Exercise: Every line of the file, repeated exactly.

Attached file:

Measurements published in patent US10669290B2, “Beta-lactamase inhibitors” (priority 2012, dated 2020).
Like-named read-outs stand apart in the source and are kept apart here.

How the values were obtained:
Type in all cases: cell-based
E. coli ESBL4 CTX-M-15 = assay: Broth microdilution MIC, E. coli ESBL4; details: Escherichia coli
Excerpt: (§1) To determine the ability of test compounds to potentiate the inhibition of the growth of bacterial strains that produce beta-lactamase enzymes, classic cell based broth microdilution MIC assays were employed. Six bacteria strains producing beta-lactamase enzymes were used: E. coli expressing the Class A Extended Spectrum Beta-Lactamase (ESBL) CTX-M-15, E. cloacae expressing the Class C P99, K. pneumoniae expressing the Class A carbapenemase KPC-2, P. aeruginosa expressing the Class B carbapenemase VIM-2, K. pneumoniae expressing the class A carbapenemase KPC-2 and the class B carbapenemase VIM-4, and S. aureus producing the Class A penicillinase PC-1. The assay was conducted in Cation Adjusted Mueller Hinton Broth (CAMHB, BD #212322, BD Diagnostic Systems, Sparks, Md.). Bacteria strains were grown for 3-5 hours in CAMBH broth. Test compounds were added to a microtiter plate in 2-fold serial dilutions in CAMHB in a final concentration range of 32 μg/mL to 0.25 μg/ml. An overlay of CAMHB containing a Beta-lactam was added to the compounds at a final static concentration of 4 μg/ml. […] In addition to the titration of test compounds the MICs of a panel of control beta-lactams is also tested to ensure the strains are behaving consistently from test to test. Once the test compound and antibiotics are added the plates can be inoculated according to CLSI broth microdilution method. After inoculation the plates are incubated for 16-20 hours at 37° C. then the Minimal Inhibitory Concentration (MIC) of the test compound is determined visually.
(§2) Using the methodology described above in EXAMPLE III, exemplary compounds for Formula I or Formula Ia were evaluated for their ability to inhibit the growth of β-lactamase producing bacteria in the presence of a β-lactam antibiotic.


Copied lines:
Measurements published in patent US10669290B2, “Beta-lactamase inhibitors” (priority 2012, dated 2020).
Like-named read-outs stand apart in the source and are kept apart here.

How the values were obtained:
Type in all cases: cell-based
E. coli ESBL4 CTX-M-15 = assay: Broth microdilution MIC, E. coli ESBL4; details: Escherichia coli
Excerpt: (§1) To determine the ability of test compounds to potentiate the inhibition of the growth of bacterial strains that produce beta-lactamase enzymes, classic cell based broth microdilution MIC assays were employed. Six bacteria strains producing beta-lactamase enzymes were used: E. coli expressing the Class A Extended Spectrum Beta-Lactamase (ESBL) CTX-M-15, E. cloacae expressing the Class C P99, K. pneumoniae expressing the Class A carbapenemase KPC-2, P. aeruginosa expressing the Class B carbapenemase VIM-2, K. pneumoniae expressing the class A carbapenemase KPC-2 and the class B carbapenemase VIM-4, and S. aureus producing the Class A penicillinase PC-1. The assay was conducted in Cation Adjusted Mueller Hinton Broth (CAMHB, BD #212322, BD Diagnostic Systems, Sparks, Md.). Bacteria strains were grown for 3-5 hours in CAMBH broth. Test compounds were added to a microtiter plate in 2-fold serial dilutions in CAMHB in a final concentration range of 32 μg/mL to 0.25 μg/ml. An overlay of CAMHB containing a Beta-lactam was added to the compounds at a final static concentration of 4 μg/ml. […] In addition to the titration of test compounds the MICs of a panel of control beta-lactams is also tested to ensure the strains are behaving consistently from test to test. Once the test compound and antibiotics are added the plates can be inoculated according to CLSI broth microdilution method. After inoculation the plates are incubated for 16-20 hours at 37° C. then the Minimal Inhibitory Concentration (MIC) of the test compound is determined visually.
(§2) Using the methodology described above in EXAMPLE III, exemplary compounds for Formula I or Formula Ia were evaluated for their ability to inhibit the growth of β-lactamase producing bacteria in the presence of a β-lactam antibiotic.